# Mesh Current Analysis

**Mesh Analysis (aka Mesh Current Analysis)** is a systematic method for determining all of the **branch currents** in a circuit where KVL is applied to each mesh. The generated equations are known as **mesh equations.**

Recall that a **mesh** is a special kind of **loop** which contains no other loops, i.e. they do not contain smaller loops within them. A good way to think of a mesh is that of an *open window* in the circuit, using this analogy it is rather straightforward to identify the loops *by inspection*. This is an important point to be aware of for mesh analysis.

For mesh analysis we encounter the concept of an imaginary **loop current** which flows around loops. This is best illustrated with an example:

In the circuit above we have defined **two loop currents:** **I1 **and **I2 **which flow around the two meshes in the circuit. We can also say that the current flowing through R3 is **I1+I2** according to the defined **current directions**.

The reason why the curent can be algebraically summed is that a resistor is a *linear* circuit element and the current flowing through it is the sum of the currents flowing through the element produced by each power source. This is formally known as **Superposition** which we will look into further in another section :)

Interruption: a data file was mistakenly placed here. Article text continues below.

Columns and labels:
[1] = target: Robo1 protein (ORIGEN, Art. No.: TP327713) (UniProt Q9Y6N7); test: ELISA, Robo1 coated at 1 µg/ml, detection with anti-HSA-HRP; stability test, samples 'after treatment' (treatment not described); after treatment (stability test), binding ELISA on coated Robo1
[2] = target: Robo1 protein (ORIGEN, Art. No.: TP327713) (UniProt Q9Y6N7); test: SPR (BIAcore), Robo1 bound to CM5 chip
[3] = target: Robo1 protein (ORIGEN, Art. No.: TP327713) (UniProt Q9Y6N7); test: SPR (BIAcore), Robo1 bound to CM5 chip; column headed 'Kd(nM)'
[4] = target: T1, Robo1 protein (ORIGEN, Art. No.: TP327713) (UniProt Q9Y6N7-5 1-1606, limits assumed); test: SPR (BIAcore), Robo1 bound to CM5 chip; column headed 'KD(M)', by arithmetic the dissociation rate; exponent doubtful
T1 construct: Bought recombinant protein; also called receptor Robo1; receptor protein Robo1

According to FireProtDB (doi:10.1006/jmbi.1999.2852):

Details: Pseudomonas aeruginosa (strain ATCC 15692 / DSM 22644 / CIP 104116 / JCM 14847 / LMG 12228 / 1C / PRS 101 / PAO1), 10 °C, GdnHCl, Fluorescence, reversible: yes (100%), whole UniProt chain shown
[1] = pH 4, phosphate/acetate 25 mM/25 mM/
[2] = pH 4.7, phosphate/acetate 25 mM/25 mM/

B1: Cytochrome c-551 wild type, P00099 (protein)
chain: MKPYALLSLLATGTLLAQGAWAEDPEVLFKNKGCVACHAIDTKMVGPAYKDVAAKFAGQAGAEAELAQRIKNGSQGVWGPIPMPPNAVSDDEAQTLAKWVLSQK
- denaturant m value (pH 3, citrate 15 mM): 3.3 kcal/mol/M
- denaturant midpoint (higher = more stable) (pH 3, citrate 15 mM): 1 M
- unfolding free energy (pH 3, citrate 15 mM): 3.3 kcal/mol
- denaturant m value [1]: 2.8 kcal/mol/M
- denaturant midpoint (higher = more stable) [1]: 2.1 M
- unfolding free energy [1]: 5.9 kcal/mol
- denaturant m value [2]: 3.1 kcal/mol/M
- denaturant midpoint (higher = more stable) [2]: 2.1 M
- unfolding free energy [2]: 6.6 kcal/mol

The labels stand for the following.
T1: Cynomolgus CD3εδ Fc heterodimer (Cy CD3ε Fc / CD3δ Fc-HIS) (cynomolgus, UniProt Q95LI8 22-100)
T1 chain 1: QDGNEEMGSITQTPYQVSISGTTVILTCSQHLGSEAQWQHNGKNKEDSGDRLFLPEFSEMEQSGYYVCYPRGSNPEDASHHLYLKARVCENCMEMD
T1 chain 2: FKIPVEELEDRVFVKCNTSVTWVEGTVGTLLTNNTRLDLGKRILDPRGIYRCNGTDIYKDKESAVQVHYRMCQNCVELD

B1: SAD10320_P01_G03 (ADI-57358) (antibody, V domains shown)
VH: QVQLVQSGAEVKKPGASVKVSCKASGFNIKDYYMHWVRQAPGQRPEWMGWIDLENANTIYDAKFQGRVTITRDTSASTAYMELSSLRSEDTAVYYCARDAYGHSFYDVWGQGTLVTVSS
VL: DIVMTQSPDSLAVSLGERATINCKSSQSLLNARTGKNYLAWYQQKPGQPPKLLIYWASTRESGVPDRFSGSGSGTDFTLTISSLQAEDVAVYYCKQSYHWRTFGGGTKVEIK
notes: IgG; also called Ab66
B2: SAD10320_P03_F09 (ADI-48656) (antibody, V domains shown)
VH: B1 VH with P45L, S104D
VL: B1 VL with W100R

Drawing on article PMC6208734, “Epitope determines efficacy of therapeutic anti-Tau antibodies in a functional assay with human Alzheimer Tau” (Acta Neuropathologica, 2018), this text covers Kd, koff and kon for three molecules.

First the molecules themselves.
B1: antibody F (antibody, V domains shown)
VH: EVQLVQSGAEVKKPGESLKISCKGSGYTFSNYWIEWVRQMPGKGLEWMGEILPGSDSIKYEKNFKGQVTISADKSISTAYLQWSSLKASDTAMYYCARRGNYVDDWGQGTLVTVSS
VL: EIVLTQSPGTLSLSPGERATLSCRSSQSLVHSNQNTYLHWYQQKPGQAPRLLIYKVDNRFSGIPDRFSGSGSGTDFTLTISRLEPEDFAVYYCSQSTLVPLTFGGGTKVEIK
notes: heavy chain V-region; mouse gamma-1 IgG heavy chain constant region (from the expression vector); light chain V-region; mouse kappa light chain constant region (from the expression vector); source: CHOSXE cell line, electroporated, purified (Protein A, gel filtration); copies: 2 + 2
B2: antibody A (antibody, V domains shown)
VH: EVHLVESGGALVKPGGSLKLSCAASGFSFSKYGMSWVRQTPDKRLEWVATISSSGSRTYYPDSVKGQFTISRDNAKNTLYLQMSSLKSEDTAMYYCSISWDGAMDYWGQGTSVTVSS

The steps for mesh analysis are as follows:

**1. Identify all of the meshes(windows)** of the circuit and **assign loop currents with voltage polarities assigned to each resistor**.

**2. Apply KVL to each of the meshes**.

**3. **Solve the equations to determine the **mesh currents**.

### Examples:

**1. a)** Calculate all of the mesh currents in the following circuit:

**meshes**in the circuit and assign

**loop currents**and

**voltages**to the circuit: We can then write a

**mesh equation (Perform KVL)**for the mesh containing

**loop current I1**: We can then write the

**other mesh equation**: From here we have two equations with two unknowns. Multiplying [2] by 3: We can then sum [1] with [2'] to eliminate I1 and solve for I2: Substituting this back into [1] to determine I1: And finally we can determine I3

**with KCL**:

**b)** Calculate the voltages across each resistor:

**2. a)** Calculate all of the mesh currents in the following circuit:

**meshes**in the circuit and

**assign loop currents and voltages**to the circuit: We can then write a

**mesh equation (Perform KVL)**for the mesh containing

**loop current I1**: Mesh equation for mesh 2: Mesh equation for mesh 3: We now have three equations with three unknowns which we can solve to determine the unknown currents. We can multiply [2] by 3 and then sum this with [3] to eliminate I3 We can then add [1] with this to eliminate I1 to solve for I2: Substituting this into[1] to solve for I1: We can then solve for I3 by substituting I2 into [3]:

**b)** Calculate the voltages across each resistor:

### Questions:

**1. a)** Calculate all of the mesh currents in the following circuit:

#### Answer

**b)** Calculate the voltages across each resistor:

#### Answer

**2. a)** Calculate all of the mesh currents in the following circuit:

#### Answer

**b)** Calculate the voltages across each resistor: